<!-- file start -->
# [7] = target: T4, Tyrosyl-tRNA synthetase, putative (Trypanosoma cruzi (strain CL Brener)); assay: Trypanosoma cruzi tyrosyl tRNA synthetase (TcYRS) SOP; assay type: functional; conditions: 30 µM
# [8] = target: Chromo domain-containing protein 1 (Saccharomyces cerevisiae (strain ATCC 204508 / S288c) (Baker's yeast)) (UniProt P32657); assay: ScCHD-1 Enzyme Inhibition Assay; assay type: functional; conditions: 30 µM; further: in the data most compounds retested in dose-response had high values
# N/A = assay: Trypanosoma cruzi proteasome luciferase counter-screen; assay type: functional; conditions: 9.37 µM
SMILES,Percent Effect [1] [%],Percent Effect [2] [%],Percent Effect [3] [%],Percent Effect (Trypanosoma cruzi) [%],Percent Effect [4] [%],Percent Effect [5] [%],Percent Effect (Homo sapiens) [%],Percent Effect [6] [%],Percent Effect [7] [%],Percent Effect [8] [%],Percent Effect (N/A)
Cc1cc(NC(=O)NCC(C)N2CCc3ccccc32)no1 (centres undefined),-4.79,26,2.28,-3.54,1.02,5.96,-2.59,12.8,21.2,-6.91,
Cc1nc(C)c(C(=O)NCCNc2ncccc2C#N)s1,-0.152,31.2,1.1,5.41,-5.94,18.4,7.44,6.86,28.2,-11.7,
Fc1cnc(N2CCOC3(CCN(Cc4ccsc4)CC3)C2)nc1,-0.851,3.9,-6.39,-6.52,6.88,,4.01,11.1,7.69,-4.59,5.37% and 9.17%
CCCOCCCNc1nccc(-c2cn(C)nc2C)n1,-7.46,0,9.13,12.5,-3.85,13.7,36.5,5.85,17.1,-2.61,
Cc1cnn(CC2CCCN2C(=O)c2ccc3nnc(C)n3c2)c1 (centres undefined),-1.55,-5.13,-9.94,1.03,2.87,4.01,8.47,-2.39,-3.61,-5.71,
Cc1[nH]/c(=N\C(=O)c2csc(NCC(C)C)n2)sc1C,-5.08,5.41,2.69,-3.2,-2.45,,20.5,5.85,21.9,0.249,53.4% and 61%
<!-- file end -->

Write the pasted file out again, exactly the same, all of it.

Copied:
# [7] = target: T4, Tyrosyl-tRNA synthetase, putative (Trypanosoma cruzi (strain CL Brener)); assay: Trypanosoma cruzi tyrosyl tRNA synthetase (TcYRS) SOP; assay type: functional; conditions: 30 µM
# [8] = target: Chromo domain-containing protein 1 (Saccharomyces cerevisiae (strain ATCC 204508 / S288c) (Baker's yeast)) (UniProt P32657); assay: ScCHD-1 Enzyme Inhibition Assay; assay type: functional; conditions: 30 µM; further: in the data most compounds retested in dose-response had high values
# N/A = assay: Trypanosoma cruzi proteasome luciferase counter-screen; assay type: functional; conditions: 9.37 µM
SMILES,Percent Effect [1] [%],Percent Effect [2] [%],Percent Effect [3] [%],Percent Effect (Trypanosoma cruzi) [%],Percent Effect [4] [%],Percent Effect [5] [%],Percent Effect (Homo sapiens) [%],Percent Effect [6] [%],Percent Effect [7] [%],Percent Effect [8] [%],Percent Effect (N/A)
Cc1cc(NC(=O)NCC(C)N2CCc3ccccc32)no1 (centres undefined),-4.79,26,2.28,-3.54,1.02,5.96,-2.59,12.8,21.2,-6.91,
Cc1nc(C)c(C(=O)NCCNc2ncccc2C#N)s1,-0.152,31.2,1.1,5.41,-5.94,18.4,7.44,6.86,28.2,-11.7,
Fc1cnc(N2CCOC3(CCN(Cc4ccsc4)CC3)C2)nc1,-0.851,3.9,-6.39,-6.52,6.88,,4.01,11.1,7.69,-4.59,5.37% and 9.17%
CCCOCCCNc1nccc(-c2cn(C)nc2C)n1,-7.46,0,9.13,12.5,-3.85,13.7,36.5,5.85,17.1,-2.61,
Cc1cnn(CC2CCCN2C(=O)c2ccc3nnc(C)n3c2)c1 (centres undefined),-1.55,-5.13,-9.94,1.03,2.87,4.01,8.47,-2.39,-3.61,-5.71,
Cc1[nH]/c(=N\C(=O)c2csc(NCC(C)C)n2)sc1C,-5.08,5.41,2.69,-3.2,-2.45,,20.5,5.85,21.9,0.249,53.4% and 61%